But chocolate has epicatechin to save the day! Epicatechin is from the catechin chemical family, which is derived from catechu, the tannic juice of the Mimosa catechu. Catechin a flavanol, a type of antioxidant and natural phenol. It’s a plant secondary metabolite. It belongs to the group of flavanols, which is part of the flavonoid chemical family. Currently, the catechins found in cocoa are under preliminary research for the possibility that they can affect the risk of cardiovascular diseases.
As for the difference between milk and dark chocolate, Sari Harrar wrote an article for Consumer Reports that says, “Whether you’re a milk or dark chocolate fan, go easy. A 1.55-ounce bar of milk chocolate has 235 calories, 13 grams of fat, and 22 grams of sugar. The same amount of 70 percent dark chocolate has 263 calories, 12 grams of fat, and 11 grams of sugars.”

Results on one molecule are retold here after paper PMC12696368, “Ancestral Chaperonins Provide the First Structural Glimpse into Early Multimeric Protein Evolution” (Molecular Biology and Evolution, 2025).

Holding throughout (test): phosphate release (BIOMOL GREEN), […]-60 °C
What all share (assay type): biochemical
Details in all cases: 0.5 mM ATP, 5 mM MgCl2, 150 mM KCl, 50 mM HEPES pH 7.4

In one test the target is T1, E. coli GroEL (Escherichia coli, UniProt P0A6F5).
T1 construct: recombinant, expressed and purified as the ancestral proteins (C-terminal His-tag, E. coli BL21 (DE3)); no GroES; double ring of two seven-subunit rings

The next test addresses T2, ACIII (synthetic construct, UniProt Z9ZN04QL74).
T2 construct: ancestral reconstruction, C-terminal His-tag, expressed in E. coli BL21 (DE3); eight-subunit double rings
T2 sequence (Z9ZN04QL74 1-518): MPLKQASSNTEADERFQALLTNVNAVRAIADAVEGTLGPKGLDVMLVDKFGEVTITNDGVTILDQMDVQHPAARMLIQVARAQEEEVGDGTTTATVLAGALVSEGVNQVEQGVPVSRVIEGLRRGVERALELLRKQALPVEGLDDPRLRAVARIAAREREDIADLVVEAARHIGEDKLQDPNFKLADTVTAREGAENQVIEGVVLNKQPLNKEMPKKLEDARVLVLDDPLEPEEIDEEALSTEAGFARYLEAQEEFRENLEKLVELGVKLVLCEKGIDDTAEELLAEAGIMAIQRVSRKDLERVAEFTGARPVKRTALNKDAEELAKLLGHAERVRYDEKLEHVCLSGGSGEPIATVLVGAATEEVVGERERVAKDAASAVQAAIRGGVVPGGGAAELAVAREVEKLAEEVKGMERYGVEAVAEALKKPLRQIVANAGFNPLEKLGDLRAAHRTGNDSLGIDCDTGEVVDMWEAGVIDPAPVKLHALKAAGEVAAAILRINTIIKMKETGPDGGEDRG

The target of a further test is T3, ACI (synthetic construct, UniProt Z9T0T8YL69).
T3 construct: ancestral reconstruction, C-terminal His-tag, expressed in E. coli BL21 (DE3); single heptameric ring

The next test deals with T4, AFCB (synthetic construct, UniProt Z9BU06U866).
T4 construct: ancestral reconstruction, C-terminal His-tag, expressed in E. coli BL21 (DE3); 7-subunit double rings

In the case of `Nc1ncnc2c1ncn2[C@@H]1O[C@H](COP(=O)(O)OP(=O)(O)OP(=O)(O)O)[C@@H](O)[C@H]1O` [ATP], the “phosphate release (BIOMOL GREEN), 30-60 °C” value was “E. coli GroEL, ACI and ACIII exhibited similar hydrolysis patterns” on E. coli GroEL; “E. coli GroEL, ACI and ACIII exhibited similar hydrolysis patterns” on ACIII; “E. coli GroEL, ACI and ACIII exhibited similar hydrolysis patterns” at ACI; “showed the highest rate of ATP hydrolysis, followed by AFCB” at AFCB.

So while it seems that milk chocolate is actually lower in calories than dark chocolate, benefits like less fat, lower amounts of sugar, and extra fiber are present in dark rather than milk. The smooth creaminess of milk chocolate has always been one of its benefits in my mind, though not necessarily in the health department. It’s the milk chocolate that makes the best frosting for my triple chocolate cupcakes!
Then there’s the blueberries, those sweet, healthy little blue dynamos. Chock-full of antioxidants and other great nutrients, blueberries themselves pack quite a punch!
Antioxidants are compounds that suppress oxidation. Oxidation is a chemical reaction that can give rise to free radicals, thus leading to certain chain reactions that may cause damage to the cells of organisms. Antioxidants like thiols or ascorbic acid end the chain reactions. And both blueberries and chocolate triumph over oxidation!